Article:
This morning, far too early, (it wasn’t quite light out) my dear Richard woke me up and told me to come into the kitchen – he had a ‘surprise’ for me. Always suspicious, and thinking all manner of perilous activities might ensue, I arrived to find he’d actually managed to poach two eggs on toast. AND they were delicious ! He’s never made anything for me to eat before (doesn’t do it for himself either!) so I was stunned. Problem is, we need some new hens and those were my last few eggs by which I’d planned to do all today’s baking!
Poaching, however IS a serious issue – it is no longer the problem of a down-and-out peasant robbing the laird’s rabbits. This is an environmental concern of which we should all be aware! from Wikipedia:
Until the 20th century, most poaching was performed by impoverished peasants for subsistence purposes, supplementing meager diets. By contrast, stealing domestic animals classifies as THEFT, not as poaching.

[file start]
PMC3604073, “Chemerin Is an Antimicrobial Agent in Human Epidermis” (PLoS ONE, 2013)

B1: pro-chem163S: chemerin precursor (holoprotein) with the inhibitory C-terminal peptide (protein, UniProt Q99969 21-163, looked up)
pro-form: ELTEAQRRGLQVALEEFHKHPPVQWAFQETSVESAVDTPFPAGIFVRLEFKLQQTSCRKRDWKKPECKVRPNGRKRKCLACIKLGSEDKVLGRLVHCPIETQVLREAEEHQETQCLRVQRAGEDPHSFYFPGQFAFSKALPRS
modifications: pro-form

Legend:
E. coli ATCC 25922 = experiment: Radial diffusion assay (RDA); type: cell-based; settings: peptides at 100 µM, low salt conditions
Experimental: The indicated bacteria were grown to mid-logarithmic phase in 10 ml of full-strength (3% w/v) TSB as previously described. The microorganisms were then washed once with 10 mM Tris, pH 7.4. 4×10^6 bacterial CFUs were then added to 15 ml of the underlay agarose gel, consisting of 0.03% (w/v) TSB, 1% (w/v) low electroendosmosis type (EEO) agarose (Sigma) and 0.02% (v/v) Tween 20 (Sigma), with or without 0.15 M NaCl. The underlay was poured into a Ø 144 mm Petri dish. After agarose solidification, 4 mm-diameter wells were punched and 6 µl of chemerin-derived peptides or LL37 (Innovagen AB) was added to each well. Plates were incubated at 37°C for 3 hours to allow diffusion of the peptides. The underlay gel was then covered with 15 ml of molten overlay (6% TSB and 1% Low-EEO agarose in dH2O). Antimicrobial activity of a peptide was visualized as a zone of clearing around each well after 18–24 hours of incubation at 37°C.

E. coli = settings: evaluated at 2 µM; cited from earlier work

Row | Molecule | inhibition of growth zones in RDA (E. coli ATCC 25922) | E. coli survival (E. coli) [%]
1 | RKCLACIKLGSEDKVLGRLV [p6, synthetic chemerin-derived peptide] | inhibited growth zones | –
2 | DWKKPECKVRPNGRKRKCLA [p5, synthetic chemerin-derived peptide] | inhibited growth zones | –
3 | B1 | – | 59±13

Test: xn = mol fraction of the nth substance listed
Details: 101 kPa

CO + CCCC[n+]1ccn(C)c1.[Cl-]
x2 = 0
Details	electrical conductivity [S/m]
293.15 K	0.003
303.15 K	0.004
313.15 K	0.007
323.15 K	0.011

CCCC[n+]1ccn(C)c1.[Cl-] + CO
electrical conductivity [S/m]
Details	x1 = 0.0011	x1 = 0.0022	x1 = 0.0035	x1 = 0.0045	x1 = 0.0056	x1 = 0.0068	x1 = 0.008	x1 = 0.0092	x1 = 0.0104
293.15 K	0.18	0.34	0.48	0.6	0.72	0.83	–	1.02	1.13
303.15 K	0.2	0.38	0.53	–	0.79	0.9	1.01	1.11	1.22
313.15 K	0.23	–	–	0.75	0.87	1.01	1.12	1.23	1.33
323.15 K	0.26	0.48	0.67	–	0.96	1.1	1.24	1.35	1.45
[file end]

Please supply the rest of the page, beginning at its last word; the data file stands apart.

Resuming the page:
Since the 1980s, the term “poaching” has also referred to the illegal harvesting of wild plant species. In agricultural terms, the term ‘poaching’ is also applied to the loss of soils or grass sward by the damaging action of feet of livestock which can affect availability of productive land, water pollution through increased runoff and welfare issues for cattle.In 1998 environmental scientists proposed the concept of poaching as an environmental crime, defining any activity as illegal that contravenes the laws and regulations established to protect renewable resources including the illegal harvest of wildlife with the intention of possessing, transporting, consuming or selling it and using its body parts. They considered poaching as one of the most serious threats to the survival of plant and animal populations. Conservationists consider poaching to have a detrimental effect on biodiversity, both within and outside protected areas as wildlife populations decline, species are depleted locally, and the functionality of ecosystems is disturbed.